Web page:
A 12-member jury was deliberating on Tuesday afternoon in the trial of a former Lebanon man accused of two counts of criminally negligent homicide for a December 2017 vehicle crash between Albany and Jefferson.
Andrew Steven Lindquist, 34, of Silverton, is charged with the deaths of Carol Sue Torstrom, 66, of Lebanon, and her passenger, Diane Ellen Roth, 74, of Albany.
The crash occurred on Dec. 18, 2017, on Kamph Drive. Torstrom’s Jeep Wrangler was stopped to turn left into a driveway when it was smashed into from behind.
Prosecutor Julia Baker said that, according to a computer from Lindquist’s pickup, at the time of the crash “He was going 63 mph and the gas pedal was pushed down, and there was no pressure on the brake.”
Baker said Lindquist had more than 20 seconds to brake and should have been paying attention and able to avoid the tragedy.
“A reasonable person would have stopped, at some point, at any point, before driving through the car in front of them,” Baker said. “He’s the one who had complete control over whether this happened or not.”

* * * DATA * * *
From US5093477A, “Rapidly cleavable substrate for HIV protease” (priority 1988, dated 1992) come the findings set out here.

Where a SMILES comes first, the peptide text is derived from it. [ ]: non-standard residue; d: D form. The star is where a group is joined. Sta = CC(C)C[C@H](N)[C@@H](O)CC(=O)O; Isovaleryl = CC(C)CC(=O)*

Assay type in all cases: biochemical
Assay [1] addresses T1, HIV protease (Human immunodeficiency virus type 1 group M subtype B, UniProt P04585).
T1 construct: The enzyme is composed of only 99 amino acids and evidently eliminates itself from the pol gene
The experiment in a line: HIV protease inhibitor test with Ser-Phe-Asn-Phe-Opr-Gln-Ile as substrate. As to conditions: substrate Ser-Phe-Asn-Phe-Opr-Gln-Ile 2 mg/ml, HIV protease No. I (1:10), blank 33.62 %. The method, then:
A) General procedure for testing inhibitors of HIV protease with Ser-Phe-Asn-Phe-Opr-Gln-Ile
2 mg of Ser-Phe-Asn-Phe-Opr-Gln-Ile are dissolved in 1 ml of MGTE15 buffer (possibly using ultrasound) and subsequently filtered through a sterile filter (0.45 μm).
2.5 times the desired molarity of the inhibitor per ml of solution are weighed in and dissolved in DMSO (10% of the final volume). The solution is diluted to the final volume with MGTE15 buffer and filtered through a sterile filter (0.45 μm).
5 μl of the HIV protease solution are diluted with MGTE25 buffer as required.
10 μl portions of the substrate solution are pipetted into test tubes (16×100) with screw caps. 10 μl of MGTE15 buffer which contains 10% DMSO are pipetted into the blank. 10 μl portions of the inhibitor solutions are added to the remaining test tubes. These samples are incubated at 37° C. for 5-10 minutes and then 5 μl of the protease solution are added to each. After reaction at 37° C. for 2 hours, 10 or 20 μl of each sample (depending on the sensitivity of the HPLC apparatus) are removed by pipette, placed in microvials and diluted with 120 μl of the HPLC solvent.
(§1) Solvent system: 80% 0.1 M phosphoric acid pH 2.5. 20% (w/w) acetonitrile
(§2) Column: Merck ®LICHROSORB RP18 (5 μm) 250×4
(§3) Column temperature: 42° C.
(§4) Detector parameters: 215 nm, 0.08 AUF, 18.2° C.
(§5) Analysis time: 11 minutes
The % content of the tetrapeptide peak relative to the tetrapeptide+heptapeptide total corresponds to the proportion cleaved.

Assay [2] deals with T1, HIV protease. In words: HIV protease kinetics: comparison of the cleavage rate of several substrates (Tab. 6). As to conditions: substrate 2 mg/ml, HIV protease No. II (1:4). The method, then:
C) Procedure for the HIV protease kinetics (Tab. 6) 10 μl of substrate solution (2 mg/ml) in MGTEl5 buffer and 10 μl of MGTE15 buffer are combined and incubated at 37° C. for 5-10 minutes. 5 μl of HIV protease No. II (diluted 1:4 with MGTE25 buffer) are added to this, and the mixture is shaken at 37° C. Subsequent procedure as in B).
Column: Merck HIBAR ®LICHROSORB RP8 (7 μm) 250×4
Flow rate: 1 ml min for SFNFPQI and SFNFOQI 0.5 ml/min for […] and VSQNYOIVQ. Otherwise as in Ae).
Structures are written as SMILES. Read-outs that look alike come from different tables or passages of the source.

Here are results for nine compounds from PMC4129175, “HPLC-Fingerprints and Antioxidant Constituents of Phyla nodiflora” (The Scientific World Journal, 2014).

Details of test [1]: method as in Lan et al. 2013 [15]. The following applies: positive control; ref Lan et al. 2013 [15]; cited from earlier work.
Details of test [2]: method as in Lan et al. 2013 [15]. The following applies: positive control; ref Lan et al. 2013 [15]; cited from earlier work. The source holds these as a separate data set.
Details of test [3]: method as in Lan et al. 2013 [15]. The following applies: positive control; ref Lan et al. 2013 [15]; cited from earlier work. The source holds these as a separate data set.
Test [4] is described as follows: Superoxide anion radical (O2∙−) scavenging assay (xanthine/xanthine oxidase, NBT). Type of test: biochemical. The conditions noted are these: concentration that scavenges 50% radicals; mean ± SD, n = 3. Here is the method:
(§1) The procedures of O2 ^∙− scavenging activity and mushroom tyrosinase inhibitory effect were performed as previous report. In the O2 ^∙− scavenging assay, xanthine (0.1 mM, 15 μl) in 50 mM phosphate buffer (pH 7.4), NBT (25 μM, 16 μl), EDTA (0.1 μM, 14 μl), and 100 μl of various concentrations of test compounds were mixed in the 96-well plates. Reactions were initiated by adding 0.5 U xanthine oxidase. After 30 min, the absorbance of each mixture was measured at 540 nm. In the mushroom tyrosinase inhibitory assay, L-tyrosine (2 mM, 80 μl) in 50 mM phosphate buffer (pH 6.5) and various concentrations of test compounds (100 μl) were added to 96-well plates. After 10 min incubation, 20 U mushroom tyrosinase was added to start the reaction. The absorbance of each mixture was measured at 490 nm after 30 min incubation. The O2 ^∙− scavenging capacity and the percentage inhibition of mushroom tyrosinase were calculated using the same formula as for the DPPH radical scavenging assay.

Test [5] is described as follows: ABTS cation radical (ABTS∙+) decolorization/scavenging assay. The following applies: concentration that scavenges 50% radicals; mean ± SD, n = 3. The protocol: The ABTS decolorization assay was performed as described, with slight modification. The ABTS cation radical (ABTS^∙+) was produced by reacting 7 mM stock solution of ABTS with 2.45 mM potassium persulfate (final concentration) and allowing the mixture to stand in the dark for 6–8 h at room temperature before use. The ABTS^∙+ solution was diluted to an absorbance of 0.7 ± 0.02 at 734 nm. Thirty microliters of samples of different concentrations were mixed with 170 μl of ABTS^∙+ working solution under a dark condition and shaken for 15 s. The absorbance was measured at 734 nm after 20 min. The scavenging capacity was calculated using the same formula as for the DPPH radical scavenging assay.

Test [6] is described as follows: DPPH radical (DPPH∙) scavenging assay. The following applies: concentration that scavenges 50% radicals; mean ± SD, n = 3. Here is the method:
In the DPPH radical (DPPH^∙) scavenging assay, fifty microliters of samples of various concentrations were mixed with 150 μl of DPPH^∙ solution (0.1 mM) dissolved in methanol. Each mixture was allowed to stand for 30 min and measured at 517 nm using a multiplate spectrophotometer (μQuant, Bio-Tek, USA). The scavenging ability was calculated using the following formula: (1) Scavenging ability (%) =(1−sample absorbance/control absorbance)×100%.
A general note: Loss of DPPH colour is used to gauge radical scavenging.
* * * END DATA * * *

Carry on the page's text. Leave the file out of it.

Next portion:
Defense attorney Michael Lowry said that Lindquist was responsible for the crash, but not criminally responsible.
“Not paying attention, despite the terrible consequences — and they’re terrible, there’s no argument — is not a crime,” Lowry added.
He stressed that Lindquist was not on his phone or intoxicated, and that a witness heard screeching tires before the crash. Lindquist tried to steer away from the crash at the last moment, and told authorities he thought the Jeep was going to turn and he didn’t brake in time.
Lowry said that the state’s case was more concerned with the horrible aftermath of the crash than in showing negligence in the buildup of the wreck.
“She doesn’t have any other information, so she plays on your heart, and that’s not right,” Lowry said.
Baker responded by telling the jury that Lindquist chose not to stop. “He took a gamble. He assumed they would turn and they wouldn’t be there on the road,” she added.
She ended her closing argument by showing the jury photos of Torstrom and Roth.
“Every car on the road is someone’s mother, brother, child, wife,” Baker said.